Setting a Routine
Teaching Them Wrong from Right
- Realize that puppies have to go to the bathroom a lot more. Younger dogs and puppies have a smaller bladder and don’t have the ability to control it as well yet. The more they drink, the more they are going to have to go. Please, expect the unexpected when it comes to your puppy and potty training. Also, remember to have patience!
- Regulate the puppy’s feeding time. What goes in must come out at some time. And with puppies, it happens more frequently. Because of this, having a set schedule will help regulate when you dog has to go poop. It is also okay to let your puppy have free reign over their food since they need all the nutrients they can get for their growing bodies. But remember to still have a set time to take them out to the bathroom.
- Regulate a bathroom routine. Every 2 hours is a great starting point to get them into a steady routine to call outside “the bathroom.” Make sure you keep them outside until they go at least a little bit. Don’t forget to praise them when they go. This way they know that what they did was a good thing. This will help them learn to not go in the house. You may have to sometimes physically pick up your puppy and place them outside or even on a puppy pad to get them to go. Puppy pads are another thing owners will use to help train their dogs. If you choose to use these, be sure they are out in the open and not hidden anywhere. The pads are a good idea if:
- You live in an urban area, like an apartment building, and it’s hard for you to take them out that frequently.
- If you’re very busy and unable to take them out, consider crate-training your puppy with a pad.
Besides taking them out after their feedings, be sure to take them out after they wake from a nap/first thing in the morning or when they whine.
- Teach them how to potty when you’re not at home. Some people are lucky enough to spend all day with their new puppies, but others aren't. if you’re one that isn’t, you’re going to have to improvise. Here are some tips on how to do so.
- Set up a designated area like a play pen in the bathroom or in a room with laminate flooring. Make the area large enough to wander and play. Be sure to line the entire area with newspaper or some sort of tissue paper. Puppy pads will do fine as well.
- In the beginning of this process, they’re going to be so excited that they go everywhere! So to start, when you come home, remove the soiled area and replace with clean tissue.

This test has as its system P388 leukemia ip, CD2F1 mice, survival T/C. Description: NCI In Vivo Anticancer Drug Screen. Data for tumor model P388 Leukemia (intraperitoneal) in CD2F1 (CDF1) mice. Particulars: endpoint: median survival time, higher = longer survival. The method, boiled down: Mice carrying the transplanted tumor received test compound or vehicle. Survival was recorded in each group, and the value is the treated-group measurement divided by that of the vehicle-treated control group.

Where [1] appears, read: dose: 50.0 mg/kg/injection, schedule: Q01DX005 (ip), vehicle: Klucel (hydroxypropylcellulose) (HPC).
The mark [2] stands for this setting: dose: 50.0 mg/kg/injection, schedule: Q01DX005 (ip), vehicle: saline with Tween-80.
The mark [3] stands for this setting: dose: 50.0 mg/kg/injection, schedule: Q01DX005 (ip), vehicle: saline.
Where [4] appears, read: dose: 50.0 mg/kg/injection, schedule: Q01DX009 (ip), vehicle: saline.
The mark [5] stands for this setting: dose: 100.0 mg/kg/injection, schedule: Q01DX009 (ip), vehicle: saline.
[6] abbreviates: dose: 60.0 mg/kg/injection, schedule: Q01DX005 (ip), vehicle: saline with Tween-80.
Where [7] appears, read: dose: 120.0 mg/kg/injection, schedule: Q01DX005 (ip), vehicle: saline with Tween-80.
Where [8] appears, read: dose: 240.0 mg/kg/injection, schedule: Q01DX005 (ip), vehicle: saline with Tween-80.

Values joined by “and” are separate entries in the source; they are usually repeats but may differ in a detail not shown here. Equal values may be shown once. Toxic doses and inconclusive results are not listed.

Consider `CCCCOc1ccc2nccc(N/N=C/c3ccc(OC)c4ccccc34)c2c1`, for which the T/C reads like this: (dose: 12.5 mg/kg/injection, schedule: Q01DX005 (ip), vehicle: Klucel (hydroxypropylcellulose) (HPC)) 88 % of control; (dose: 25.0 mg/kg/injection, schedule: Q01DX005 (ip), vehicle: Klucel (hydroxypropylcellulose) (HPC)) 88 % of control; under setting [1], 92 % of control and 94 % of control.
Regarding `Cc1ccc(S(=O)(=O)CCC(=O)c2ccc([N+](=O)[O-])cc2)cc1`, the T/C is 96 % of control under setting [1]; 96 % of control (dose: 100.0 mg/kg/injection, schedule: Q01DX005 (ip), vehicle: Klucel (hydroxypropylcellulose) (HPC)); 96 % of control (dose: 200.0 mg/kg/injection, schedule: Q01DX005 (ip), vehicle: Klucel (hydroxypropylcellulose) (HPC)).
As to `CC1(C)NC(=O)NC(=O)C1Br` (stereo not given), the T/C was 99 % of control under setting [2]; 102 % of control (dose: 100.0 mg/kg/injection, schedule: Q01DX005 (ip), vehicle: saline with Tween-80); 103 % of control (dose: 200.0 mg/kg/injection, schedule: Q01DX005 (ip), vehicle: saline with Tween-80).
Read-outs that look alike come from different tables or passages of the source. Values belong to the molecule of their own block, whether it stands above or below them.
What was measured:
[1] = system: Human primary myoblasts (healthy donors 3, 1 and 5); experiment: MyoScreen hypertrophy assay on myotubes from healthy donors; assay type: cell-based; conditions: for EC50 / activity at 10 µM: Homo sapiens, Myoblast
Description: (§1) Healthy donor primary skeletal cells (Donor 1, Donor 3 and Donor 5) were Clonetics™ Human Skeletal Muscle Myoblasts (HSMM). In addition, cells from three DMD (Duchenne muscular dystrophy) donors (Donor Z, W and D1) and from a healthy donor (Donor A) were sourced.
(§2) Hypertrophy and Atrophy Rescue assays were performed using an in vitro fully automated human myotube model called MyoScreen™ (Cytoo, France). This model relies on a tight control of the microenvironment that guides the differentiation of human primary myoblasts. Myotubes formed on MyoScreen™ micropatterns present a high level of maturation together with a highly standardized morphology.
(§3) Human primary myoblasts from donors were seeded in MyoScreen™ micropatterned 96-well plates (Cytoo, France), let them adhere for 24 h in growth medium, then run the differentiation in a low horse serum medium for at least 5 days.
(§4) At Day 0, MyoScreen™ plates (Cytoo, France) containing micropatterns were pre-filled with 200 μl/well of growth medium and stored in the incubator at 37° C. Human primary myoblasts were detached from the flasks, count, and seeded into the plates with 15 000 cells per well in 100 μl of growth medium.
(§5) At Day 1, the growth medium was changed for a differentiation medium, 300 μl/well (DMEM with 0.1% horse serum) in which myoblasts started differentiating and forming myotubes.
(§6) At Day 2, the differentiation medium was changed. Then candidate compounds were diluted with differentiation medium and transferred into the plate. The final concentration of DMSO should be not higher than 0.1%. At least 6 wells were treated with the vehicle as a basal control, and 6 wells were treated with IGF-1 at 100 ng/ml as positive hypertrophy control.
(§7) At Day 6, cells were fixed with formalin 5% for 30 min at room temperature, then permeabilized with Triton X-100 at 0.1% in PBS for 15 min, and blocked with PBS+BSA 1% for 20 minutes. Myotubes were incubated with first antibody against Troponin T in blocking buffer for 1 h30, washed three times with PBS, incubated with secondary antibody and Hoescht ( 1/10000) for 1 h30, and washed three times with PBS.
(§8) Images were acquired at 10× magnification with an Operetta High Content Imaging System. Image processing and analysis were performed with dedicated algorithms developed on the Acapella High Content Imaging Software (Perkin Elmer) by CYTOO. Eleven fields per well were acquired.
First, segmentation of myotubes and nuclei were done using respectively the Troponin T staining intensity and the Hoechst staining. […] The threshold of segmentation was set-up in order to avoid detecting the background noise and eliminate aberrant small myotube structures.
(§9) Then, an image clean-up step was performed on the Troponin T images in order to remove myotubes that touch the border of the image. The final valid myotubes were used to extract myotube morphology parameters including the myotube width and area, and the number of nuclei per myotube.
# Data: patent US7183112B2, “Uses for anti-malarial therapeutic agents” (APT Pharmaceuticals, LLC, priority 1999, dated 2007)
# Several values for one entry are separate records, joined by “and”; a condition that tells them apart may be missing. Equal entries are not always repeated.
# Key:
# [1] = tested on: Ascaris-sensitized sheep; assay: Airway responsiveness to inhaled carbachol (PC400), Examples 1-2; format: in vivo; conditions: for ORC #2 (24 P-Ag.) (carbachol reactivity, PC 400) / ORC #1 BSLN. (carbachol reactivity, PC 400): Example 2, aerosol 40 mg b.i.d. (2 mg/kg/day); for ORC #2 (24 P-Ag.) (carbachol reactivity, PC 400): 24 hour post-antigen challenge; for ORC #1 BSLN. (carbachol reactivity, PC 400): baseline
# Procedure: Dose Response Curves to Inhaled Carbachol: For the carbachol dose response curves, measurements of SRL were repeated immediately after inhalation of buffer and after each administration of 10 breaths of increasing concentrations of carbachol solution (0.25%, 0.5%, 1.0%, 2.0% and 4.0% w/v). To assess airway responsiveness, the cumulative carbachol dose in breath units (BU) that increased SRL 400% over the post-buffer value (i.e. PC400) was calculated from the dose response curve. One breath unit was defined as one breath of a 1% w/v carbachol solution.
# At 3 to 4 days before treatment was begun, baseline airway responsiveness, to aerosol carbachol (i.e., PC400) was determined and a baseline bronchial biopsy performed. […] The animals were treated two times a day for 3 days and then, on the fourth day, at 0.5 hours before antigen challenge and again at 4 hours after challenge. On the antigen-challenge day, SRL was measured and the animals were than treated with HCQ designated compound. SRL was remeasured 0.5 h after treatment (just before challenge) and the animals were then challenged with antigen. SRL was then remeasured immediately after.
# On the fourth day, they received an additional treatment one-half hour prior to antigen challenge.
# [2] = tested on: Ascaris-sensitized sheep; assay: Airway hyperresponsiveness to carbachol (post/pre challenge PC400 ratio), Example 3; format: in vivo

- Gradually, start removing a few pieces of paper at a time. Do this over a course of a few weeks. The idea of doing this is to slowly limit the area in which they are allowed to go.
- If they still go where the paper is not, just place more paper down and try the process again but slower.
- While they are learning what/where the bathroom is, you’re sure to have accidents in the house. Knowing what to do when you catch them in the act is always helpful.
- Mid-pee: Come up to them carefully, so you don’t startle them, and pick them up and place them outside or in their designated peeing area to let them finish.
- Mid-poop: Since they can’t stop evacuating midway, it’s not worth trying to stop it. Just let them finish their business and try to preempt the poo next time they seem the need to go.
- Don’t yell or physically hurt your dog. Instead, use these other forms of reinforcement.
- Try using a spray bottle. Have a bottle full of water with a few drops of either lemon juice or vinegar. The smell of either of those irritates the pup. Simply spray once or twice when they’re caught doing wrong, but do not do it multiple times.
- Use a penny can. Simply place a few pennies in an empty soup can and shake it when you’re catching them in the wrong. Like the spray bottle, the sound irritates them.
- Use loud noises like clapping or a dog whistle. Dog whistles can also be used to train your dog to respond to commands such as “come” and “sit.”
Just don’t ever yell or smear your dog’s face in their mess. You don’t want them to think that going to the bathroom is wrong.